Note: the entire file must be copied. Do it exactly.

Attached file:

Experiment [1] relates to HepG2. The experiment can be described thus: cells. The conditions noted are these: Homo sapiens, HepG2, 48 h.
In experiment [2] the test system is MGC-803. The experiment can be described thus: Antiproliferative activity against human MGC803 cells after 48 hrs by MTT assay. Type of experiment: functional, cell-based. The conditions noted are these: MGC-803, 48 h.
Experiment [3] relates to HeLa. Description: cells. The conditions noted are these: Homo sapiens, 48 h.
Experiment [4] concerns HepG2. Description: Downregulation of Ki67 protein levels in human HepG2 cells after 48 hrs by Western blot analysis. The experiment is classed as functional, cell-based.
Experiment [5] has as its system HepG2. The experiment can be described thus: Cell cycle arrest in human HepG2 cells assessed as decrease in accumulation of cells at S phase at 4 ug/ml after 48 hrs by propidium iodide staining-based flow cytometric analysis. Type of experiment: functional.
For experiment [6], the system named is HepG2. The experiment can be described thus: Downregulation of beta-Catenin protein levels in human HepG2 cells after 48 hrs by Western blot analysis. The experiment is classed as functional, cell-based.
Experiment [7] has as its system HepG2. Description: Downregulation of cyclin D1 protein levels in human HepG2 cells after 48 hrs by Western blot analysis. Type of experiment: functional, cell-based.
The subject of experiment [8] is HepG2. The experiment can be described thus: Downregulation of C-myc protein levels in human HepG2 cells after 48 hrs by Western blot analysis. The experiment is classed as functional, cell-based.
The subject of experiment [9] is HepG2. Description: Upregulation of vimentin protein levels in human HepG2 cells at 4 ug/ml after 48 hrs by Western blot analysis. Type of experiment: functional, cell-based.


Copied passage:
Experiment [1] relates to HepG2. The experiment can be described thus: cells. The conditions noted are these: Homo sapiens, HepG2, 48 h.
In experiment [2] the test system is MGC-803. The experiment can be described thus: Antiproliferative activity against human MGC803 cells after 48 hrs by MTT assay. Type of experiment: functional, cell-based. The conditions noted are these: MGC-803, 48 h.
Experiment [3] relates to HeLa. Description: cells. The conditions noted are these: Homo sapiens, 48 h.
Experiment [4] concerns HepG2. Description: Downregulation of Ki67 protein levels in human HepG2 cells after 48 hrs by Western blot analysis. The experiment is classed as functional, cell-based.
Experiment [5] has as its system HepG2. The experiment can be described thus: Cell cycle arrest in human HepG2 cells assessed as decrease in accumulation of cells at S phase at 4 ug/ml after 48 hrs by propidium iodide staining-based flow cytometric analysis. Type of experiment: functional.
For experiment [6], the system named is HepG2. The experiment can be described thus: Downregulation of beta-Catenin protein levels in human HepG2 cells after 48 hrs by Western blot analysis. The experiment is classed as functional, cell-based.
Experiment [7] has as its system HepG2. Description: Downregulation of cyclin D1 protein levels in human HepG2 cells after 48 hrs by Western blot analysis. Type of experiment: functional, cell-based.
The subject of experiment [8] is HepG2. The experiment can be described thus: Downregulation of C-myc protein levels in human HepG2 cells after 48 hrs by Western blot analysis. The experiment is classed as functional, cell-based.
The subject of experiment [9] is HepG2. Description: Upregulation of vimentin protein levels in human HepG2 cells at 4 ug/ml after 48 hrs by Western blot analysis. Type of experiment: functional, cell-based.